Thursday, July 7, 2011

Moyasimon: Tales of Agriculture

So did you ever play that game with your friends where you ask, if you could have any superpower, what would it be? Chances are that if you did, nobody said "I wanna see germs with my naked eye." But such is the fortunate or unfortunate ability of Tadayasu Sawaki, the protagonist of the brilliant new manga Moyasimon: Tales of Agriculture by  Masayuki Ishikawa. For reasons unexplained (at least in the first two volumes), he can see the germs everywhere he goes. They all look like a variety of happy-faced cartoon characters with exotic hairstyles, but that doesn't stop the bad ones from packing a punch.

Sawaki, it seems, is the son of a professional koji maker who supplies cultures for use in fermentation, and the title Moyasimon translates roughly as "mold man." His best friend Kei Yuki is the scion of a sake brewing family, so they are natural allies. The story commences with their arrival at an unnamed agricultural university, where Sawaki is swiftly adopted by a number of eccentrics who hope to exploit his strange power. Chief among them are Keizo Itsuki, a cryptic and visionary scientist who extols the greatness of agriculture and the wonders of fermented foods, as well as his fierce lab assistant Haruka Hasegawa who has a fondness for wearing bondage outfits and grosses out the other characters with her habit of wearing shoes indoors!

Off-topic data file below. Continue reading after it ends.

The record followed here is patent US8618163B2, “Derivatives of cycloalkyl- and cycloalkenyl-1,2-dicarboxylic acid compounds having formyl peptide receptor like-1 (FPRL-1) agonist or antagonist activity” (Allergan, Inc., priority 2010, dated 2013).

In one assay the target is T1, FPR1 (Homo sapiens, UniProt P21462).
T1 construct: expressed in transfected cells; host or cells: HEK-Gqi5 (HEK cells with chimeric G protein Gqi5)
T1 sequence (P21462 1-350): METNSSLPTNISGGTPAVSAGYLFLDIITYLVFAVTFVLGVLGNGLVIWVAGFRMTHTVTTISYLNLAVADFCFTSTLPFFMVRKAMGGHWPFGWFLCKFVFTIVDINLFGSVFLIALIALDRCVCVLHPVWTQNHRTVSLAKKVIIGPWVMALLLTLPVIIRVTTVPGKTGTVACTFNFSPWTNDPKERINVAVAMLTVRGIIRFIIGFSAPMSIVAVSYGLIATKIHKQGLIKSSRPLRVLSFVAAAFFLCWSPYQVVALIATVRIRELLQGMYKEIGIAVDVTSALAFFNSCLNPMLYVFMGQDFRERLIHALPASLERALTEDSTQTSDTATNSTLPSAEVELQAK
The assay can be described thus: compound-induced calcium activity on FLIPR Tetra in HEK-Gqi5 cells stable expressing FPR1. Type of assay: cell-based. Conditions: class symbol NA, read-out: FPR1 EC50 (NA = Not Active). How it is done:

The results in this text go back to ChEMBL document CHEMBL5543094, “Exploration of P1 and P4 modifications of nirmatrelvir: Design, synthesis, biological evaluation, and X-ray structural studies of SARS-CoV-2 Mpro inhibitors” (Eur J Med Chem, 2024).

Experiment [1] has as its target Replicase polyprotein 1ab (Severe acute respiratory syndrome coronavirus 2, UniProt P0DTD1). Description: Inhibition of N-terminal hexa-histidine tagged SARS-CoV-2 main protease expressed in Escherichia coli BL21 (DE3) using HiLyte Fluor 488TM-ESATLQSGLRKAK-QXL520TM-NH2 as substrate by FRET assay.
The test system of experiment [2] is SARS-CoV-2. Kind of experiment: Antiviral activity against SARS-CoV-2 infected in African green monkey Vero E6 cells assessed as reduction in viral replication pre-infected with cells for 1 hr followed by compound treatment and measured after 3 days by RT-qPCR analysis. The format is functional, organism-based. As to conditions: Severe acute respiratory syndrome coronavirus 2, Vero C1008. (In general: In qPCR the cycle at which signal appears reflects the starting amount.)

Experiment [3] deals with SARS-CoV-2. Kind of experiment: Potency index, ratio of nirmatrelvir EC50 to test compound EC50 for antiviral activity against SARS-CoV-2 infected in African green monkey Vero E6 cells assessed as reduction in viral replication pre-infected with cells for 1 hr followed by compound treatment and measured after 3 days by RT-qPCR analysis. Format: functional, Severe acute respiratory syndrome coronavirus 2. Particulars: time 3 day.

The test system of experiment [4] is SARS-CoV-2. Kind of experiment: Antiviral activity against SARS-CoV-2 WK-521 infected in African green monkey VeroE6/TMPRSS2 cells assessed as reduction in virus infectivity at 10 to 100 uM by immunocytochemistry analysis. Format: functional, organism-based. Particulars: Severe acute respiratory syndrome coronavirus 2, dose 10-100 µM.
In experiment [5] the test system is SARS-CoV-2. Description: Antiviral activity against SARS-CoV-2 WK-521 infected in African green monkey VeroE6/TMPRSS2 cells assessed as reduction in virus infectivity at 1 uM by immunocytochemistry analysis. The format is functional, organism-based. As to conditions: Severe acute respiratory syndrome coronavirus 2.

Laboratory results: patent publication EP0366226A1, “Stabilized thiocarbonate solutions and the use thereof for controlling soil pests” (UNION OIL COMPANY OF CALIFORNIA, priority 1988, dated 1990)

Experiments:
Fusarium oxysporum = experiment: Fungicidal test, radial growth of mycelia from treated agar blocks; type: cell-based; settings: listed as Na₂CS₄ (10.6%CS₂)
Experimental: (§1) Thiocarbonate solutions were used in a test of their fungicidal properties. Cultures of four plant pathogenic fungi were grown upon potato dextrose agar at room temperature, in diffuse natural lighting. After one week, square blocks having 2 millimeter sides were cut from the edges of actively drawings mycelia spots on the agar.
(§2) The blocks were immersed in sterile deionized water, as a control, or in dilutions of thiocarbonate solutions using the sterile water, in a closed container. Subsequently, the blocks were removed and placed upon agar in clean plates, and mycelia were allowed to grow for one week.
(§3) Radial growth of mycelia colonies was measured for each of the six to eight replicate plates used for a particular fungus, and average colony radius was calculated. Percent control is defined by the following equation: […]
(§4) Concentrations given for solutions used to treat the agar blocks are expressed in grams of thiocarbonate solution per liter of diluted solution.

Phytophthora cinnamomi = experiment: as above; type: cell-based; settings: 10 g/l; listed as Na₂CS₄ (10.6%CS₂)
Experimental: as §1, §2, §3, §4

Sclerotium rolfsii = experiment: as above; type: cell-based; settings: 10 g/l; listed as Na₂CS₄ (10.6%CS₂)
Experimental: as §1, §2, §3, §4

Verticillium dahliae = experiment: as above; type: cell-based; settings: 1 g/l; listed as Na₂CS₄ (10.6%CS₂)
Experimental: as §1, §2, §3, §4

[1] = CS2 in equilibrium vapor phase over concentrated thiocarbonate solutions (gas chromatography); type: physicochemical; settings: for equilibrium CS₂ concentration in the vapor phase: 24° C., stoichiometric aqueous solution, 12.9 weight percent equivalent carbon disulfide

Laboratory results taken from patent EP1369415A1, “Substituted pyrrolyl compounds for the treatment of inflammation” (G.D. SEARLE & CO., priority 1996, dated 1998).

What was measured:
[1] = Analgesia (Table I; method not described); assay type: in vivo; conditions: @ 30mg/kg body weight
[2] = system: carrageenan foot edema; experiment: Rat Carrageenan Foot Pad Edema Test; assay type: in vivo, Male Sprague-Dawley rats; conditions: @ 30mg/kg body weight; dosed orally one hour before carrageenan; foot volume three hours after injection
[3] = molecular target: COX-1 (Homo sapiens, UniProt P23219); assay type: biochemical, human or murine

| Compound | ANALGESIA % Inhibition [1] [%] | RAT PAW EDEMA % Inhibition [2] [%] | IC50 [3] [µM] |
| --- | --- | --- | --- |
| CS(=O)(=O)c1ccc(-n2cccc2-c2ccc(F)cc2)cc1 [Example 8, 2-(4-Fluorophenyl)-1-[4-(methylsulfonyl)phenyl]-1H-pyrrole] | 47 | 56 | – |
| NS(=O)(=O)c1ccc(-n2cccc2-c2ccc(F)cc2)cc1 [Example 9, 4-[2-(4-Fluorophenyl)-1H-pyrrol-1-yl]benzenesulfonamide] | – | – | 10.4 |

At first I thought that Sawaki's strange ability would just be a pretext for depicting college students getting themselves into amusing predicaments. But no: the germs themselves are central to many of the storylines, and if you're not careful, you might find them sparking an interest in microbiology. At the very least you will be amazed to learn of so many bizarre types of fermented foods (and drinks!).

As a bonus, volume 2 gives us a storyline involving the school's Spring Festival. Not having attended a Japanese university, I have no idea how accurate this is, but it makes American fraternity hazings look like a walk in the park.

Occasionally there is also a glimmer that there may be a serious theme buried in here somewhere. A chapter from the germ's-eye-view shows them forming grandiose plans for mutual cooperation, only to be swept away by a mop moments later; it's enough to make you wonder how germlike we ourselves might appear to a higher Being. Not to mention how one each of us humans is, essentially, a colony of micro-organisms bonded together in mutual cooperation. Isn't life weird? This manga makes it a pleasure to contemplate just how weird our existence really is.

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